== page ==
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I recently purchased a fruit, which is very similar to an orange but slightly different in taste, size and color. The fruit I purchased is about 3 inches in diameter, and has a reddish orange peel and a rich sweet citrus taste. Its internal structure is exactly like that of an orange. Is there is any such variety of oranges? Or it is an entirely different fruit? One of my friend also told me that it wasn't an orange, but wasn't able to recall the fruit's name.

I went to market again but could not find it. I don't know its name. What it is called? I wasn't able to find it on fruits stores on the Internet. If anybody knows what it is then please let me know. Its rich taste is unforgettable. I would love to know what fruit it is. It's neither grapefruit nor blood oranges.

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If my question is not according to the FAQ of seasoned advice then let me know where I can ask about it. –  Sunishtha Singh Mar 7 '13 at 15:13
    
Grapefruit? Blood orange? –  Peter Taylor Mar 7 '13 at 15:20
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If possible, having a picture of the fruit (possibly with the inside showing) would probably help a lot. –  Kareen Mar 7 '13 at 15:22
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What about the skin - was it thick and fleshy, or thin? Was it easy or difficult to peel? Was the skin color uniform or patchy? You said the outside was reddish-orange... was the inside reddish at all? It could be a blood orange, and not all blood oranges are dark red inside either. –  matikin9 Mar 7 '13 at 21:41
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The main small orange hybrids are Satsuma, Mandarin, Tangerine and Clementine. The full list is here, you might have more luck translating if you start with the scientific name: en.wikipedia.org/wiki/Citrus#Hybrids_and_cultivars –  vwiggins Mar 8 '13 at 10:11
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7 Answers 7

There are hundreds of varieties of citrus fruits, in a great variety of colors, sizes (and very occasionally, even different shapes). There is really no fundamental difference between the various citrus fruits--they all cross breed and hybridize extremely readily.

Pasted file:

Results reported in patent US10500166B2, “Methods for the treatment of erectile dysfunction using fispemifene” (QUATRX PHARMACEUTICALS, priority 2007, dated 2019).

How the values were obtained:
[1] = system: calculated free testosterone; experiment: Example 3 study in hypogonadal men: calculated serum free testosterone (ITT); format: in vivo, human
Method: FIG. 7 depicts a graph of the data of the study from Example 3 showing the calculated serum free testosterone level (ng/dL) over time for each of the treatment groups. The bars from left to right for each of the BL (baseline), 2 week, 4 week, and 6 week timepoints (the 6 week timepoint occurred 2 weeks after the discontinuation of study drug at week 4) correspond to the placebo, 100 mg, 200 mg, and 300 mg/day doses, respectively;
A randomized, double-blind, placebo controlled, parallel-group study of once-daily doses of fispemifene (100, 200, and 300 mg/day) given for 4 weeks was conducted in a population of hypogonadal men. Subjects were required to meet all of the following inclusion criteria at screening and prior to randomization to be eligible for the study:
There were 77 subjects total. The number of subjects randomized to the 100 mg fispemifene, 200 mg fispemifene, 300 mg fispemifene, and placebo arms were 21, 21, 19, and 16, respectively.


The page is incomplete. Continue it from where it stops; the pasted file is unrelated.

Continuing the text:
It is possible if you post a photo that someone might recognize the cultivar, but other than that all that can really be said is that you have a citrus fruit.

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A small, sweet citrus like a Clementine, but with seeds?

Tangerine.

http://en.wikipedia.org/wiki/Tangerine

Of course... as others have said, we could do this all day. We are talking marketing right now rather than botany.

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Perhaps you're talking about clementines?

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the link you provided is having images likewise to the fruit, but couldn't found what it is called in India. –  Sunishtha Singh Mar 7 '13 at 15:45
    
hey the link you have given is a seedless citrus fruit, but what i had was having seeds but lesser and not necessarily in every segments. –  Sunishtha Singh Mar 7 '13 at 15:57
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While most clementines are seedless, I've had a few that aren't. Like SAJ14SAJ said, all of these citrus fruits can reproduce with each other, so drawing boundaries between them is difficult. –  chaosentity Mar 7 '13 at 16:05
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Given the size, there's a fairly good chance it's some variety of mandarin orange. This includes the clementines and tangerines already mentioned, as well as the zillions of kinds of satsumas and many others. It's quite likely that if you can find good, ripe oranges of any of these varieties, you'll like them, even if they're not the exact same cultivar as what you had. Just look around for small oranges, or I suppose see if Google translate gets a Hindi name right.

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Did it have a bump at the stem end? It could be a tangelo.

Or, if the flesh inside was slightly pink, it could be a Cara Cara orange.

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up vote 0 down vote accepted

Finally I came to know its called "kinu" in India.

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Google translate says tangerine is कीनू in Hindi and that this is pronounced kinu. –  Jefromi Mar 9 '13 at 15:51
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It's called Malta as far as I can understand from the description you gave.

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Don't think so. Malta appears to be a blood orange (the flesh itself is red). –  Jefromi Nov 29 '13 at 18:08
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